The world is facing a huge food crisis in 2022. Prices have continued to rise while the war in Ukraine threatens supplies of important crops. The UN has warned that with food prices already high due to the Covid-19 pandemic, the additional strain of war could trigger huge international food shortages.
Maximo Torero, Chief Economist of the Food and Agriculture Organization of the United Nations, tweeted that the situation is becoming extremely problematic. It is likely that the food crisis will affect the whole world, but poorer countries are likely to be the hardest hit.
Food Supply Problems Before The Ukraine Invasion
Food prices had seen significant increases before the Russian invasion of Ukraine. According to the UN, worldwide food prices were on average around 20% higher in February 2022 than a year previously. We also saw problems with food production and supply chain due to worker shortages during the Covid-19 pandemic.
The increasing cost of fertiliser is a significant factor in the increase of food prices. Fertiliser manufacture requires a large amount of energy, so increased energy costs caused an increase in fertiliser cost. The Covid-19 pandemic also affected fertiliser manufacturing, with fewer workers in factories. This caused drops in production, leading to increased prices of fertiliser worldwide.
Ukraine and Russia Food Exports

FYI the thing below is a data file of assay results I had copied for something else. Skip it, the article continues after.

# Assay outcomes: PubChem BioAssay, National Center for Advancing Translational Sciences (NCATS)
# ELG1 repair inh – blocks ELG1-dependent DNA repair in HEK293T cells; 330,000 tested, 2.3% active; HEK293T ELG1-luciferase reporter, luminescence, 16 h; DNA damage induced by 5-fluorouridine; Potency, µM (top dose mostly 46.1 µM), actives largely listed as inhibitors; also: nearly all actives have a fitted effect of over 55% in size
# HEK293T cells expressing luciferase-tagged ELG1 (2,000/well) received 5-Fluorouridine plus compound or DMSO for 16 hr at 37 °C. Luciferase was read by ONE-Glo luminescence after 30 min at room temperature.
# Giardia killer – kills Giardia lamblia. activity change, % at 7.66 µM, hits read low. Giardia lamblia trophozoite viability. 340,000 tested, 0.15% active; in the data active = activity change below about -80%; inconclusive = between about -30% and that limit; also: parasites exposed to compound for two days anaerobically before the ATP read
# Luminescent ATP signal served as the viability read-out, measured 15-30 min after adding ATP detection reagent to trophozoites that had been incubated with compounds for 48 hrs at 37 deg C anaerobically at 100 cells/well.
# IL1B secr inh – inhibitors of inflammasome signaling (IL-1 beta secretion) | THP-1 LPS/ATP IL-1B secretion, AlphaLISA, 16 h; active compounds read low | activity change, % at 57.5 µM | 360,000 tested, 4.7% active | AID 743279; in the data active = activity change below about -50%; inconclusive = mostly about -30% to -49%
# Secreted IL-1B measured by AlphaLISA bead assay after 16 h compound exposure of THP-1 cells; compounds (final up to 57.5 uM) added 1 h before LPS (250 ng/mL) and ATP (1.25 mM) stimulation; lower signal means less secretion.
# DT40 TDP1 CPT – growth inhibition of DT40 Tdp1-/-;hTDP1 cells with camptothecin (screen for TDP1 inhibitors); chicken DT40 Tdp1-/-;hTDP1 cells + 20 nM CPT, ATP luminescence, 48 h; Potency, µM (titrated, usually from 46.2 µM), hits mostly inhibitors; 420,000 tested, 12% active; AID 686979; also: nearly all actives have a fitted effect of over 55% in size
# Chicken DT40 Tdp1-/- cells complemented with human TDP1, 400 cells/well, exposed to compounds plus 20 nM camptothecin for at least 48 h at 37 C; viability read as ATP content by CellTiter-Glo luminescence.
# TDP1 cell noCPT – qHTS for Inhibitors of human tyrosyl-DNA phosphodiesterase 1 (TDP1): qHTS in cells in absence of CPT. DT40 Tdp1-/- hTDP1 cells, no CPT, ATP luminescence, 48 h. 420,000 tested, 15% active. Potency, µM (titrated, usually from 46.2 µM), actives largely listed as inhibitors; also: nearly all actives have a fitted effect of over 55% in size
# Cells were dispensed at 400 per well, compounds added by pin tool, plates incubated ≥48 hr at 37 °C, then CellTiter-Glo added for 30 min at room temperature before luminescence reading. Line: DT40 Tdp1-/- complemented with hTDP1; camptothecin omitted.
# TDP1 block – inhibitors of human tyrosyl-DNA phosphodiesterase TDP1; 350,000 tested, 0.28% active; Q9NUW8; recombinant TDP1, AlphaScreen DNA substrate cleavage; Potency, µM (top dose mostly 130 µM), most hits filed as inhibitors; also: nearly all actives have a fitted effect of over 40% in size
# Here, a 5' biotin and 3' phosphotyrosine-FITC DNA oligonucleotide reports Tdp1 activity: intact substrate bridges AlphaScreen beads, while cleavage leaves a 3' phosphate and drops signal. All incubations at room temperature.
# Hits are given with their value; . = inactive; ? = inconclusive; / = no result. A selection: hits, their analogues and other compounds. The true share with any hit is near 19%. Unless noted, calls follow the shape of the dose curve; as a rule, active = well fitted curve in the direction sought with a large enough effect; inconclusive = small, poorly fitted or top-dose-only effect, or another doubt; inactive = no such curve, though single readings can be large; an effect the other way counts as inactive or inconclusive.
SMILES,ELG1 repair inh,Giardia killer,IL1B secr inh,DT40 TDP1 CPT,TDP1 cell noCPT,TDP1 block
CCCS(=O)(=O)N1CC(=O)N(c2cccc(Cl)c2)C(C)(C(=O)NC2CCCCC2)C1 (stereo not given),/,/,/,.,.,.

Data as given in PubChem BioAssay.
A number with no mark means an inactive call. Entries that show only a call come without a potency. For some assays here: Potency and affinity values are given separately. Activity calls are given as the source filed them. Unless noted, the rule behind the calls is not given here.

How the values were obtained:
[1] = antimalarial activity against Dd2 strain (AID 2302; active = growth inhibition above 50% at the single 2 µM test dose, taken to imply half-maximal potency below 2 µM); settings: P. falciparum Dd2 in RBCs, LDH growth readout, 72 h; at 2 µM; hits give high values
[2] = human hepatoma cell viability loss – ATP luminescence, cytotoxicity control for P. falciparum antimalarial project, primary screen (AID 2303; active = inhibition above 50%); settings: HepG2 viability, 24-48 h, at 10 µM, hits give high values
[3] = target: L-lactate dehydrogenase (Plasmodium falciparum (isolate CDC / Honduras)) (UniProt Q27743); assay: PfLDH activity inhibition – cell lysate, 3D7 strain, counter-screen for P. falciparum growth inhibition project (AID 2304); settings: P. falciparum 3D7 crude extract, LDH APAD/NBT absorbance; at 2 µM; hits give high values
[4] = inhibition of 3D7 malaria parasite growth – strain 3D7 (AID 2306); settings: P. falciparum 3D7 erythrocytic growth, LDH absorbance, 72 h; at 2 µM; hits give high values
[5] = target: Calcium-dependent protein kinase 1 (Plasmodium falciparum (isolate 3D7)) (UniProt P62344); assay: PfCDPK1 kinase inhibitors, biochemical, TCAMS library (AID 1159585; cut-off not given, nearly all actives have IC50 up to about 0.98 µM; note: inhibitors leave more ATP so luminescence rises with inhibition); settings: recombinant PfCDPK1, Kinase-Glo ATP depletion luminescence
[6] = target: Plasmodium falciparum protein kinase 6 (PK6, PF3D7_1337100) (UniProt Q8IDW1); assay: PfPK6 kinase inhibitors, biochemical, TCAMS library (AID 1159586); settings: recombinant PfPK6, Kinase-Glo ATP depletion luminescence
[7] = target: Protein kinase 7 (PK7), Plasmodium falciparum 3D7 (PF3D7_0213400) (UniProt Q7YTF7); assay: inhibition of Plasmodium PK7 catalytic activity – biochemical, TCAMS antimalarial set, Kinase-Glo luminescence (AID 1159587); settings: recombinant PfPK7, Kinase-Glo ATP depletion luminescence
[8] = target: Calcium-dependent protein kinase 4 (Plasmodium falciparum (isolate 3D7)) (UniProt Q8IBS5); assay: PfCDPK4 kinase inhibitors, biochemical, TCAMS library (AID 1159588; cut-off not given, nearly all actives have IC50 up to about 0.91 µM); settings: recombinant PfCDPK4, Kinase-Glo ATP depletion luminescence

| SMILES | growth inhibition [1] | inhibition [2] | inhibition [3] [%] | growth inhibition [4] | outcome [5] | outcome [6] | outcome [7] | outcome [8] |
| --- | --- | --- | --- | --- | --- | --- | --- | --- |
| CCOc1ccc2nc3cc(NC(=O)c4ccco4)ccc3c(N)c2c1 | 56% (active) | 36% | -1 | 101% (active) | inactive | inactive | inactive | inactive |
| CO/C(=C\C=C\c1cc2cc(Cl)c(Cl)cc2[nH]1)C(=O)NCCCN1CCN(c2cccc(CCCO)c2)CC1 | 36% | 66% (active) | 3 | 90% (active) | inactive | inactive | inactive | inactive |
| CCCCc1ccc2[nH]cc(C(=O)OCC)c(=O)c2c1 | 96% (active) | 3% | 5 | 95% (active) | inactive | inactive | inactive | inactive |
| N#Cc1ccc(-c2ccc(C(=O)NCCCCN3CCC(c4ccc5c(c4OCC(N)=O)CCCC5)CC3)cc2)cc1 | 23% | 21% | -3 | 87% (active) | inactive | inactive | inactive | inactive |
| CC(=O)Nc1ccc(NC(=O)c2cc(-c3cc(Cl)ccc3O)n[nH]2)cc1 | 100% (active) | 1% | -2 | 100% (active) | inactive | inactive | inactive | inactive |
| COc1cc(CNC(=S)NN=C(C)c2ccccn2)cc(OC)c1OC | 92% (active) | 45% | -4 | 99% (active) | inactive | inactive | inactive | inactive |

Ukraine is a major exporter of food, with exports of over $27 billion in agricultural produce in 2021. The Russian invasion of Ukraine will have a huge impact on food exports in 2022 and beyond.
The most productive agricultural land in Ukraine is in the east, which is directly affected by the conflict. Normally in spring, farmers would be preparing the land and planting crops. Instead, many farm workers are now involved in the conflict, or have been forced to leave the country as refugees. In 2022, Ukraine will produce far less food that in previous years.
As the war takes its toll on Ukraine, food production the home market will take priority over export. Crops needed to provide food for Ukraine will be planted instead of crops for the export market. Therefore, it is likely that Ukraine will export little food in 2022.
Russia is also a major exporter of food. With many countries reducing trade with Russia, it is likely that Russia will also export less food. This will place even more burden on the global food supply.
Russian Fertiliser Production
Russia is the world’s largest exporter of fertilisers. The price of fertiliser increased rapidly before the war in Ukraine, and continues to do so now. As many nations cut ties with Russia, or ban imports of Russian goods, fertiliser will be in short supply. Fertiliser prices will continue to increase, with the cost passed on to consumers. This may also lead to reduced food production for the 2022 and 2023 harvests.
How To Prepare For Global Food Shortages
The best way to prepare for food shortages, or price increases, is to gradually build up a stock of food. When buying food, add extra of any shelf stable items that you would normally buy. It is far better to gradually build up your supplies than buy huge quantities in one go. Slowly building up your supplies avoids panic buying, and allows you to rotate your stores.
Our prepper’s list of shelf stable foods is a great starting point to build up your food supplies.
Another way to beat ever increasing food prices and food shortages is to grow some of your own food. Use outdoor space that you have to grow vegetables, and you will be able to easily supplement your stored food.
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